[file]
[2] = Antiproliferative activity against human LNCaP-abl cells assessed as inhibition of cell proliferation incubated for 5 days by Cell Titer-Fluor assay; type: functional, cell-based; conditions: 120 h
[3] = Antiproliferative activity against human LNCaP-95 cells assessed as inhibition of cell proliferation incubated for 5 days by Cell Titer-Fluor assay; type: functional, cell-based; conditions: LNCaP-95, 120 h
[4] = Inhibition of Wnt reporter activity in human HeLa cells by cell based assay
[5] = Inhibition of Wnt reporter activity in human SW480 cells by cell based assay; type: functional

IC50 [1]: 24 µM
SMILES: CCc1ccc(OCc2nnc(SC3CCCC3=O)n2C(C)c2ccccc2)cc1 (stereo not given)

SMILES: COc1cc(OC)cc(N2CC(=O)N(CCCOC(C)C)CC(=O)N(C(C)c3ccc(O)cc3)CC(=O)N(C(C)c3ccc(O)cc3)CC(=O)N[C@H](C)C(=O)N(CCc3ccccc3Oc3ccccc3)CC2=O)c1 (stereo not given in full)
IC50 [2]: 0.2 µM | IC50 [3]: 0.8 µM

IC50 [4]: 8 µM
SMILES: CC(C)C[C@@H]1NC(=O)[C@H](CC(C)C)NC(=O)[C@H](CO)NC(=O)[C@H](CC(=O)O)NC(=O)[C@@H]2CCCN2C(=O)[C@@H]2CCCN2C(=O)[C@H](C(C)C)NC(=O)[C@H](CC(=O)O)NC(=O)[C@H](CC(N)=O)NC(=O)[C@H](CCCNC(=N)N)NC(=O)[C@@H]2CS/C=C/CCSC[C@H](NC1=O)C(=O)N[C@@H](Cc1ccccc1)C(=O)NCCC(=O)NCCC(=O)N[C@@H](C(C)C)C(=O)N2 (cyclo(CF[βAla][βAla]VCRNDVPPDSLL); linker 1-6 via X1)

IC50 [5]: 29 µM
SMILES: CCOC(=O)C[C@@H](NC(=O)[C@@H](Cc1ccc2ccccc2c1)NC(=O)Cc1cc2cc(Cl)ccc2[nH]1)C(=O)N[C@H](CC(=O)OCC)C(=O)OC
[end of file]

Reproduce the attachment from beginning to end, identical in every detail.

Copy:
[2] = Antiproliferative activity against human LNCaP-abl cells assessed as inhibition of cell proliferation incubated for 5 days by Cell Titer-Fluor assay; type: functional, cell-based; conditions: 120 h
[3] = Antiproliferative activity against human LNCaP-95 cells assessed as inhibition of cell proliferation incubated for 5 days by Cell Titer-Fluor assay; type: functional, cell-based; conditions: LNCaP-95, 120 h
[4] = Inhibition of Wnt reporter activity in human HeLa cells by cell based assay
[5] = Inhibition of Wnt reporter activity in human SW480 cells by cell based assay; type: functional

IC50 [1]: 24 µM
SMILES: CCc1ccc(OCc2nnc(SC3CCCC3=O)n2C(C)c2ccccc2)cc1 (stereo not given)

SMILES: COc1cc(OC)cc(N2CC(=O)N(CCCOC(C)C)CC(=O)N(C(C)c3ccc(O)cc3)CC(=O)N(C(C)c3ccc(O)cc3)CC(=O)N[C@H](C)C(=O)N(CCc3ccccc3Oc3ccccc3)CC2=O)c1 (stereo not given in full)
IC50 [2]: 0.2 µM | IC50 [3]: 0.8 µM

IC50 [4]: 8 µM
SMILES: CC(C)C[C@@H]1NC(=O)[C@H](CC(C)C)NC(=O)[C@H](CO)NC(=O)[C@H](CC(=O)O)NC(=O)[C@@H]2CCCN2C(=O)[C@@H]2CCCN2C(=O)[C@H](C(C)C)NC(=O)[C@H](CC(=O)O)NC(=O)[C@H](CC(N)=O)NC(=O)[C@H](CCCNC(=N)N)NC(=O)[C@@H]2CS/C=C/CCSC[C@H](NC1=O)C(=O)N[C@@H](Cc1ccccc1)C(=O)NCCC(=O)NCCC(=O)N[C@@H](C(C)C)C(=O)N2 (cyclo(CF[βAla][βAla]VCRNDVPPDSLL); linker 1-6 via X1)

IC50 [5]: 29 µM
SMILES: CCOC(=O)C[C@@H](NC(=O)[C@@H](Cc1ccc2ccccc2c1)NC(=O)Cc1cc2cc(Cl)ccc2[nH]1)C(=O)N[C@H](CC(=O)OCC)C(=O)OC